“Minisinks”. Schott’s commands another nearby.

Spring of 1779 Captain Selin commands Schott’s Independent Corps and marches
them to Wyoming, PA while Captain Schott goes to Philadelphia for supplies. They are
assembling for the Sullivan-Clinton Campaign.
June 1779 Captain Selin commands the “Different Corps” which are assembled in
Wyoming, to bring up river, boats and supplies to Wyoming in preparation for the campaign.
August - September 1779 Appears to command Schott’s Corps ( in Schott’s absence) as
Selin’s Independent Rifle Company together with a Corps of Pioneers clearing the path for
Sullivan’s march.
Late Fall 1779- Spring 1780 Selin now back in the Wyoming settlement with Schott
protecting this frontier area. The Corps appears to be split and working separetly most likey
because of a dispute in rank between Selin and Schott.
46
January of 1781 Commands a Company in General Hazen’s 2nd Canadian Regiment.
He holds this position until the end of hostilities. He retires with the rank of Major.

Epilogue

The following contains some of our opinions and findings based on material contained
in this manuscript and the associated reference materials cited.

Throughout the war, George Washington appears to be somewhat well acquainted with Captain
Schott possibly because when he was commissioned in September 1776 he reported directly to him
before starting to raise a company. A report from the Board of War read in the Continental Congress on
September 6th 1776 stated that he should report directly to General Washington to serve his immediate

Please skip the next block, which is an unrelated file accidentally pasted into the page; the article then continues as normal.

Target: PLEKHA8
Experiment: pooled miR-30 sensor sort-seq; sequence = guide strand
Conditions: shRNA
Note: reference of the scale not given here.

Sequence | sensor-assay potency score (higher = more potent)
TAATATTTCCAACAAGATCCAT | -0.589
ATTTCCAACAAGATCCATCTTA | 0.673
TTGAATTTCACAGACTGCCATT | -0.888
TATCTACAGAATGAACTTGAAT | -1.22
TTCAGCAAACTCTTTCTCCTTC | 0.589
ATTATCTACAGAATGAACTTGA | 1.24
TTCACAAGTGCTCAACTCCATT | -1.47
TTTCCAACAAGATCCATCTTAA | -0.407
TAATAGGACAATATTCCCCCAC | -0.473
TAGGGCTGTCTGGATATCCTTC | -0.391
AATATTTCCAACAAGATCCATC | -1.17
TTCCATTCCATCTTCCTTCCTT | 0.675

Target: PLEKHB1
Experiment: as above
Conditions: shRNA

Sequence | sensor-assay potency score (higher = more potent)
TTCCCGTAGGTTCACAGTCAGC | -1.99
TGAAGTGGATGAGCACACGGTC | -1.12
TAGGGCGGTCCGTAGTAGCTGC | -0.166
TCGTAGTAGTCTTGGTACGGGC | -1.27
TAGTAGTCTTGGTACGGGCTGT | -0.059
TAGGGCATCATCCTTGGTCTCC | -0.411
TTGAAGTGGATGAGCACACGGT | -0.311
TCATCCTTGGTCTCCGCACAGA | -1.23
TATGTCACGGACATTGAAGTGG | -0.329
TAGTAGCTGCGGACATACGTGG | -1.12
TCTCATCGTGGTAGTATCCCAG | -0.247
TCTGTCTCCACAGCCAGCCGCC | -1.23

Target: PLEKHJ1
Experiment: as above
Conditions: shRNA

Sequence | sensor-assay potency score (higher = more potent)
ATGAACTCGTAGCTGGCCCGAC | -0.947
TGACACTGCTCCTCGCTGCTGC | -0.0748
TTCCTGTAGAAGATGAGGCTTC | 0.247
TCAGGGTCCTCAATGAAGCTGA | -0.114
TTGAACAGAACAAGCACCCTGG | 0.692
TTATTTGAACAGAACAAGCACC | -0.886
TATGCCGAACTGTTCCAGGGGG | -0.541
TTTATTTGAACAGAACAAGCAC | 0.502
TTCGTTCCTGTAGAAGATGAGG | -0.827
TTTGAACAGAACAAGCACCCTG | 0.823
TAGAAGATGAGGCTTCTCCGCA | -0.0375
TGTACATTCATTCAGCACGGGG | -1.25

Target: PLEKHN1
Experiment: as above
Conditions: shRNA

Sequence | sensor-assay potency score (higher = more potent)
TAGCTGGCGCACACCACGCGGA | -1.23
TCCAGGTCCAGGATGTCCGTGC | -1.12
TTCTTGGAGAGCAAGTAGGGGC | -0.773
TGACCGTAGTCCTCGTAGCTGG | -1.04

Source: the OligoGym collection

needs. This also can be because Schott wrote to Washington quite often concerning his problems, needs
not to mention his memorials.
On the other hand George Washington does not seem to have been as familiar with Captain
Selin. Selin very rarely wrote Washington and when he did it wasn't about problems, wants or needs. It
does appear that Antoni Selin may have been friends with Nicholas Ottendorf because it appears that
both of them were directly involved in raising the original Ottendorf's Corps in late winter and spring
of 1777 and petitioning Congress for money for this cause, the money being charged to Ottendorf’s
account.

Captain Antoni Selin: It is almost without doubt that Captain Selin's Company was the first
part of Ottendorf's Corps to arrive in Bound Brook, NJ in April of 1777 since the other companies
including Ottendorf's own, were still recruiting and trying to fill their quotas. It appears that Schott's